(c) attachment means for attaching one of said suture to said coupling member, said attachment means comprising an opening in said coupling member.
6. A suture and suture anchor assembly for attaching objects to bone, said suture anchor assembly comprising:
(a) a suture having a first end and a second end;
(b) a rigid coupling member;
(c) attachment means for attaching one end of said suture to said coupling member, said attachment means comprising an opening in said coupling member; and
(d) at least one barb, said barb having a first end and a second end and being curved in its normal unstressed state and being capable of being elastically deformed to a substantially straight length when desired, said barb being attached to said coupling member so that (1) said first end of said barb is fixed with respect to said coupling member and (2) said second end of said barb is substantially displayed from said coupling member when said barb is in its normal unstressed state but is capable of being aligned with said coupling member when said barb is deformed to a substantially straight configuration, and said suture being attached to said attachment means so that said second end of said suture is free for use in attaching objects to a bone when said suture and suture anchor assembly is anchored in said bone.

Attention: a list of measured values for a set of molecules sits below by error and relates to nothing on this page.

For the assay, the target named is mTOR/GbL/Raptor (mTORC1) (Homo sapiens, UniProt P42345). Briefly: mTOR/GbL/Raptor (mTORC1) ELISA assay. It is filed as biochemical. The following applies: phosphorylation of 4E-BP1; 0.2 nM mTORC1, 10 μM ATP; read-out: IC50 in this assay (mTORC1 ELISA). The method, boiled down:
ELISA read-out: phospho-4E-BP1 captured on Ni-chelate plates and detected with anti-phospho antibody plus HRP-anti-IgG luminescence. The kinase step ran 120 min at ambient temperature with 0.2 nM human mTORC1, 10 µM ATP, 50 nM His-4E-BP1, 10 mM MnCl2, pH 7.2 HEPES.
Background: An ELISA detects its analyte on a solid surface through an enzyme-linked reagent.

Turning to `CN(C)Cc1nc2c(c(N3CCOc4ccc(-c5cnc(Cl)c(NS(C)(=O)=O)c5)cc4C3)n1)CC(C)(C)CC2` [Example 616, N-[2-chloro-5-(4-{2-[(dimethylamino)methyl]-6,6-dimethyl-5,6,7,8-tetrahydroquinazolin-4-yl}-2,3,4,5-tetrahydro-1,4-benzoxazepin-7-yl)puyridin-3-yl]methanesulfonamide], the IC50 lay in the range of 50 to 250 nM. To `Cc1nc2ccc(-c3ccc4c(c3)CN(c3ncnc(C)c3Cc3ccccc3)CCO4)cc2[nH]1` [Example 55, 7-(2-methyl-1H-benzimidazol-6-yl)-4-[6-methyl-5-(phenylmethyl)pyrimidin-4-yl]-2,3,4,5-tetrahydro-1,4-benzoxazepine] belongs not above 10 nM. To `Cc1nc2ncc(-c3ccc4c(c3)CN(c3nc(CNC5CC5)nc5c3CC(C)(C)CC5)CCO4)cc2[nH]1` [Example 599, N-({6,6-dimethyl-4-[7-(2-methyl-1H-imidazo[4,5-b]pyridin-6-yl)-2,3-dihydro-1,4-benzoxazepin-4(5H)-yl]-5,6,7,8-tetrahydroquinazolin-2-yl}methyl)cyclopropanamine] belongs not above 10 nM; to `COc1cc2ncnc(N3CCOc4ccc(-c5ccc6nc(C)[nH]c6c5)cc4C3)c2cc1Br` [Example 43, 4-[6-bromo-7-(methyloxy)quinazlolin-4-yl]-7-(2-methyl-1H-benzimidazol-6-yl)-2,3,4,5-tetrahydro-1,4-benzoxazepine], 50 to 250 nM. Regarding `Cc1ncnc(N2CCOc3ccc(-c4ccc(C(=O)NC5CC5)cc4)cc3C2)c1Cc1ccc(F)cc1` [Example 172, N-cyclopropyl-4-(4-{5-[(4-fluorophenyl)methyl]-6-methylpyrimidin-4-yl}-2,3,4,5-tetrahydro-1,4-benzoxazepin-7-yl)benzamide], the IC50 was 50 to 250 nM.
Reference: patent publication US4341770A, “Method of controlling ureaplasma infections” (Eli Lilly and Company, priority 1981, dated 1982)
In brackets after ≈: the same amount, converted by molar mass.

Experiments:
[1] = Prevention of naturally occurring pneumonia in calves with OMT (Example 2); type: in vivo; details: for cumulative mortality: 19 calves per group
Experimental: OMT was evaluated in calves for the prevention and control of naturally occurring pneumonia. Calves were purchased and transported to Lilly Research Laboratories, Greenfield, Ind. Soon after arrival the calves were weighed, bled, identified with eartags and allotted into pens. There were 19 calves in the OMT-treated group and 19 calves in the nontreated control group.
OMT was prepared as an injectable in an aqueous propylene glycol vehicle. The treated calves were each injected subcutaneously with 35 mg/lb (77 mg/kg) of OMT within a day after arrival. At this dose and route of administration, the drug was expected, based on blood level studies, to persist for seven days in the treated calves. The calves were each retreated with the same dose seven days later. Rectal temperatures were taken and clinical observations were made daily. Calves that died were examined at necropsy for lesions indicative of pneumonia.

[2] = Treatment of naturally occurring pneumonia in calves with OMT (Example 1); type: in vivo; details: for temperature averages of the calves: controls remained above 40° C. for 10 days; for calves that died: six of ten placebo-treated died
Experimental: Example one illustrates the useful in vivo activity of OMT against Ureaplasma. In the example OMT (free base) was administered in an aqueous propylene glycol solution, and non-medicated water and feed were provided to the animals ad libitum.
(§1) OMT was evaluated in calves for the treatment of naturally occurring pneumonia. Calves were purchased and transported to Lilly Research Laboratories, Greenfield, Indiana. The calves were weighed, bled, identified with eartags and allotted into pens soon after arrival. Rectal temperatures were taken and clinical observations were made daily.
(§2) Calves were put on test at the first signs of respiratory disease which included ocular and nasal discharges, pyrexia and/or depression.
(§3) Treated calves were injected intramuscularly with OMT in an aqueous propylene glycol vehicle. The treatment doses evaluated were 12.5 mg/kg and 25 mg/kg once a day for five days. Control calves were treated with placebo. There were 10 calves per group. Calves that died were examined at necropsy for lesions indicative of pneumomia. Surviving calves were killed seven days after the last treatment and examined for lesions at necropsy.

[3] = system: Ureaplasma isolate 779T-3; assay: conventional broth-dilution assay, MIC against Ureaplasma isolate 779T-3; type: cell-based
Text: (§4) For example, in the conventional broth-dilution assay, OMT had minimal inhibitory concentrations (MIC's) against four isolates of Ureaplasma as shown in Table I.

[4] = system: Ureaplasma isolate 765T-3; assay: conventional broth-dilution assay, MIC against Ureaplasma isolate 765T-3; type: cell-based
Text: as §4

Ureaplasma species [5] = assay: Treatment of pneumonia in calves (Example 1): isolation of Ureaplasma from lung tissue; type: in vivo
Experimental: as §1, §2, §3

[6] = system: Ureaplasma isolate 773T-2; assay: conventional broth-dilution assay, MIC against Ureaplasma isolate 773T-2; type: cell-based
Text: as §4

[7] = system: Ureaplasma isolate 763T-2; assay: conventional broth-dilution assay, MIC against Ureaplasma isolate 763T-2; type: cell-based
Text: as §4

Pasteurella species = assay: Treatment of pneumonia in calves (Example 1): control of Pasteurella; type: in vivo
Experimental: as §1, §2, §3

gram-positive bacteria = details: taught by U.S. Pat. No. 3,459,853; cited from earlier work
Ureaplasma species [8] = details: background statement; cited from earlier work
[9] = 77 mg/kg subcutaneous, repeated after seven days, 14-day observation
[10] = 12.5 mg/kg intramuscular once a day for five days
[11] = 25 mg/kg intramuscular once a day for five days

7. A suture and suture anchor assembly according to claim 6 wherein said at least one barb is made out of nickel titanium alloy.
8. A suture and suture anchor -assembly according to claim 6 wherein there are three barbs.
9. A suture anchor according to claim 6 wherein said barb is made out of wire.